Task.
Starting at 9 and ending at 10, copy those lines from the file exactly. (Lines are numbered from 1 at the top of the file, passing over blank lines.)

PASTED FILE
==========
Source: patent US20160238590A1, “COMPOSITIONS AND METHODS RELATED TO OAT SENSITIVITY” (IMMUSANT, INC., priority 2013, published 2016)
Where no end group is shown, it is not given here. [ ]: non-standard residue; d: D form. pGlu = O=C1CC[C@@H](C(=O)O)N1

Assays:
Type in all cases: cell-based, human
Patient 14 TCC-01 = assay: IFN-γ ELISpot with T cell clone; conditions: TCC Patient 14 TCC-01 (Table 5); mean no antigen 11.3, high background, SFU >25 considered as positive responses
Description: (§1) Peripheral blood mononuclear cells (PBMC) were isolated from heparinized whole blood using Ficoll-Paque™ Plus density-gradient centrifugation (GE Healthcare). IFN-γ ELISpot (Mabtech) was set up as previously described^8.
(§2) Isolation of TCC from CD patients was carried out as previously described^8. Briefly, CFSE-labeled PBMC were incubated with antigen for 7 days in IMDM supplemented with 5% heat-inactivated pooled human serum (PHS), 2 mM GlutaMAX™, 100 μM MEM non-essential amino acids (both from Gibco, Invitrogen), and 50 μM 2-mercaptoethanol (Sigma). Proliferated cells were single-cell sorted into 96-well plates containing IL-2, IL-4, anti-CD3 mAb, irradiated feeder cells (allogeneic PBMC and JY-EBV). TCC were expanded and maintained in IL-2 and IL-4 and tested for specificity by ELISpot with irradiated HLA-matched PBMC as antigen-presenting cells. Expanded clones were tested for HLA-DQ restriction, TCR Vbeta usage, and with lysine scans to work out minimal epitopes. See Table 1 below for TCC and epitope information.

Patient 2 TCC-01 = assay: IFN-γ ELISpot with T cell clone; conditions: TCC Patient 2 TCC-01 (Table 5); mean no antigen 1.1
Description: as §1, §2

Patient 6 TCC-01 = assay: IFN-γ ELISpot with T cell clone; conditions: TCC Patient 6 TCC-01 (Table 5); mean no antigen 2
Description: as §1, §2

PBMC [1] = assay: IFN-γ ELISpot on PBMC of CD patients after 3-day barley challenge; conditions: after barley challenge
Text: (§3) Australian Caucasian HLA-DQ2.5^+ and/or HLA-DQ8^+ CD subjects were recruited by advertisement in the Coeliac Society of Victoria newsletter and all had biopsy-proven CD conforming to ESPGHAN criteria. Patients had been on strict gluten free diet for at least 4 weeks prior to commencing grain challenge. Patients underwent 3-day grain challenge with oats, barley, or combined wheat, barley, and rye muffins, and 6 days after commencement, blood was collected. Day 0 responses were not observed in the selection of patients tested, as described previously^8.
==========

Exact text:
Description: as §1, §2

Patient 6 TCC-01 = assay: IFN-γ ELISpot with T cell clone; conditions: TCC Patient 6 TCC-01 (Table 5); mean no antigen 2